Raphael was a true Renaissance man and remains one of the most popular of all the artists, from that period. He is synonymous with grace and elegance. Today, he is not as highly regarded and other artists such as Titian are even regarded as his superior. Yet Raphael was a great painter and he produced many masterpieces. His mastery of technique and his emotional realism was revolutionary and changed the history of Renaissance art. He was possibly the most decisive influence on the painting of the Later Renaissance, while he changed the nature of religious art and portraiture. Raphael was also an innovator and he was a pioneer in prints, a fine architect and was one of the first who sought to preserve the built heritage of Rome. His life and work were crucial in the emergence of the modern idea of the artist and the nature of art.

Further Reading

Goffen, Rona. Renaissance Rivals: Michelangelo, Leonardo, Raphael, Titian. (Yale University Press, Yale, 2002).

Liebert, Robert S. "Raphael, Michelangelo, Sebastiano: High Renaissance Rivalry." Source: Notes in the History of Art 3, no. 2 (1984): 60-68.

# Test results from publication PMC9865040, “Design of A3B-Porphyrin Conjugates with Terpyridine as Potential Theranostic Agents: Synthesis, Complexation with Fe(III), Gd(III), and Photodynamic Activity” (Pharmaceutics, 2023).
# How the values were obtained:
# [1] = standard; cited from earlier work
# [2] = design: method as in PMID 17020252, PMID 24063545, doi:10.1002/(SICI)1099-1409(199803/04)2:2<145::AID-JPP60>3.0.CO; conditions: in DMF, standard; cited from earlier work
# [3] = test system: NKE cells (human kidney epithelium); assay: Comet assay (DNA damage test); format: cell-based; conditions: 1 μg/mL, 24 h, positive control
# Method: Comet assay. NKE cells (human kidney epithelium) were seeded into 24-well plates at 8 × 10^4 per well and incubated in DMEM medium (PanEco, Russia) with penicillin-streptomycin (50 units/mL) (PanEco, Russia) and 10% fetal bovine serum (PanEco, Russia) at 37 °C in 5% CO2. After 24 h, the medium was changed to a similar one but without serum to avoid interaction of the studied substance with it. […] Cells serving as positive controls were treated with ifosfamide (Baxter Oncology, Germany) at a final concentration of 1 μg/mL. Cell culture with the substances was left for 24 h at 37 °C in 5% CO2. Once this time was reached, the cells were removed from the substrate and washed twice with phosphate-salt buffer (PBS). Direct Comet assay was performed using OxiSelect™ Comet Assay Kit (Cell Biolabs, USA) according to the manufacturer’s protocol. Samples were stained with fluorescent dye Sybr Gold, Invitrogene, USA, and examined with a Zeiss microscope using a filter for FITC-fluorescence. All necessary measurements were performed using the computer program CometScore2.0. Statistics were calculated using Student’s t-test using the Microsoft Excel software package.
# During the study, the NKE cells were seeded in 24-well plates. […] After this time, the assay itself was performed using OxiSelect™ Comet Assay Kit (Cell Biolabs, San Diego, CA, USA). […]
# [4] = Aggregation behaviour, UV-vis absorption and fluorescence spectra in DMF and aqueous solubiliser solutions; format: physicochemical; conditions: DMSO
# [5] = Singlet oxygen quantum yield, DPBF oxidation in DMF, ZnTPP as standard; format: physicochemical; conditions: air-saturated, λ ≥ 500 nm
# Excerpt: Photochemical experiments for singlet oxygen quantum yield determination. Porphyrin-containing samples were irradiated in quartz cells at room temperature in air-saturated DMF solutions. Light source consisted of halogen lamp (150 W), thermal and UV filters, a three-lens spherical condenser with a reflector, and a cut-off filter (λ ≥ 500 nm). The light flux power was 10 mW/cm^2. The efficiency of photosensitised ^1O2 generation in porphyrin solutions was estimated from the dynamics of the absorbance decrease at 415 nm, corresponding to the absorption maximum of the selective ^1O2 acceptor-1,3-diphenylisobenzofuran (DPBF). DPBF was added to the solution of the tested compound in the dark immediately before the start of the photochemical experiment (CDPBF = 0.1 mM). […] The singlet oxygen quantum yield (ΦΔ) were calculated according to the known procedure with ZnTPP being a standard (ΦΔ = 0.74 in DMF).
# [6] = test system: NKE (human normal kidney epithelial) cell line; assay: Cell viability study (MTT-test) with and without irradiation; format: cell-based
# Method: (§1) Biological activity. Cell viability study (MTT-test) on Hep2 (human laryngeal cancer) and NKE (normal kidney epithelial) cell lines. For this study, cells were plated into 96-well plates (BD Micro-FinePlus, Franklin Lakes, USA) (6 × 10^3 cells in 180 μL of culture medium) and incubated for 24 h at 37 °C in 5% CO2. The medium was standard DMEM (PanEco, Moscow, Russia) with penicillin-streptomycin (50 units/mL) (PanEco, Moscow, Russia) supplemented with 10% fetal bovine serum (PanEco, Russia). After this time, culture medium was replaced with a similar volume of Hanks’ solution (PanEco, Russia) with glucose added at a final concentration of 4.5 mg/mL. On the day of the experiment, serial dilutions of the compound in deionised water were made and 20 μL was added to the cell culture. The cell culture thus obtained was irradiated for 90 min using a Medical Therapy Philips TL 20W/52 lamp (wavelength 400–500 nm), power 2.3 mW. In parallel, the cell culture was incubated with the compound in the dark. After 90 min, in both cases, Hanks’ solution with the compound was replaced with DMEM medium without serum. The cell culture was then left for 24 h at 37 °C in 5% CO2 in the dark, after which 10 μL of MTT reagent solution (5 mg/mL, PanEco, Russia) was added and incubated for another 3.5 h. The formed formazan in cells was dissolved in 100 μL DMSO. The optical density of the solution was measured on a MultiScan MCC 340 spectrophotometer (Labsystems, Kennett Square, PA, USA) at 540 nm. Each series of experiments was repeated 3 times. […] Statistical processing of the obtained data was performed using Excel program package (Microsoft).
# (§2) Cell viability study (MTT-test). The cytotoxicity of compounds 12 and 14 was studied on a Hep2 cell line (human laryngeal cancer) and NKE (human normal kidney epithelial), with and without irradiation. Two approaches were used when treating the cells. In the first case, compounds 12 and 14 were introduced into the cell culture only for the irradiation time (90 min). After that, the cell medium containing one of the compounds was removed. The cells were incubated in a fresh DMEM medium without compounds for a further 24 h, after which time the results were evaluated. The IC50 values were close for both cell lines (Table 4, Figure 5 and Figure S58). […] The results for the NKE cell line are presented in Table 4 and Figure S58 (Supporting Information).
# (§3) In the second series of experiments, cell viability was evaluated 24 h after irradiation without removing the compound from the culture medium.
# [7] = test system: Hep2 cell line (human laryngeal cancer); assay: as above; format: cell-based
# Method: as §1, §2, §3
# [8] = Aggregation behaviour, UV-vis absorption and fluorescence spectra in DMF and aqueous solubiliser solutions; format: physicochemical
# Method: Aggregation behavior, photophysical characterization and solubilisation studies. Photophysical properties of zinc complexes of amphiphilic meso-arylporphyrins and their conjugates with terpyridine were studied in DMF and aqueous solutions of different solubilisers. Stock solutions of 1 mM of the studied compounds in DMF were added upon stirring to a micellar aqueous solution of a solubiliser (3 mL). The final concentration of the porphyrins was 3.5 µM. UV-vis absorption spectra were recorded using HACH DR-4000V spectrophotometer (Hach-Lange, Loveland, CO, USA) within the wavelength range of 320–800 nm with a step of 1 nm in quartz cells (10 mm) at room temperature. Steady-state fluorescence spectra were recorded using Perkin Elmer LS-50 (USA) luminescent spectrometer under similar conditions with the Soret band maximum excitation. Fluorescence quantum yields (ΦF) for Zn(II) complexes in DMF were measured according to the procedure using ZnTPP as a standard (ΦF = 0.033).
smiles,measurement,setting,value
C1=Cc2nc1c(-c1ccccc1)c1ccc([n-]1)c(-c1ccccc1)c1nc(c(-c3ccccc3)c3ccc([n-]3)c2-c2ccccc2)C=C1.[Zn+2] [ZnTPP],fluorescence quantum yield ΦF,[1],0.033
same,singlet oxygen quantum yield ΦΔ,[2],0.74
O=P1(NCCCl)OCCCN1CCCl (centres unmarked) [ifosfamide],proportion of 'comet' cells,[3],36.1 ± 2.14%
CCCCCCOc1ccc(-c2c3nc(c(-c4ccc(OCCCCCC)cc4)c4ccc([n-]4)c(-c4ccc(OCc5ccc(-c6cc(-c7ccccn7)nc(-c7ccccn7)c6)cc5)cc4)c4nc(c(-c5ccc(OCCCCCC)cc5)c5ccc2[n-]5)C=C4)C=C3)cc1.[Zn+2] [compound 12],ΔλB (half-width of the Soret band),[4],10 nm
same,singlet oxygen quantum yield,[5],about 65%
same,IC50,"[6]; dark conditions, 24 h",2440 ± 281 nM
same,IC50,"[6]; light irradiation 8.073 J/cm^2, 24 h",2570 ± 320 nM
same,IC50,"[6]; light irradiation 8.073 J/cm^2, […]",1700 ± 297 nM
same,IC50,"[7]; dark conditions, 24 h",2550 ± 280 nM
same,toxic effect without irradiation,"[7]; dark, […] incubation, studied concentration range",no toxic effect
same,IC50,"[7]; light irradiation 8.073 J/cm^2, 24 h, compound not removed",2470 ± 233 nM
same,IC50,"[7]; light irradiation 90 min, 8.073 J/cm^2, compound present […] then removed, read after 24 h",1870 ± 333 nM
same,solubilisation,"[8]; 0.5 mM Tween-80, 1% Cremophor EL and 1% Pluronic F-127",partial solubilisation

Hall, Marcia, and Marcia B. Hall, eds. The Cambridge Companion to Raphael. Cambridge University Press, 2005.


  1. Gould, Cecil, The Sixteenth Century Italian Schools (National Gallery Catalogues, London 1975), p. 13
  2. Liebert, Robert S. "Raphael, Michelangelo, Sebastiano: High Renaissance Rivalry." Source: Notes in the History of Art 3, no. 2 (1984): 60-68
  3. Piper, David.The Illustrated History of Art. 2004. Octopus Printing: UK)
  4. Piper, p 202
  5. Vasari, Giorgio (2000). Lives of the Painters (London, Penguin, 2000), p. 178
  6. Vasari. p. 301
  7. Burckhardt, J The culture of the civilization of the Italian Renaissance (Penguin, London, 1995), p 34
  8. Vasari. p. 301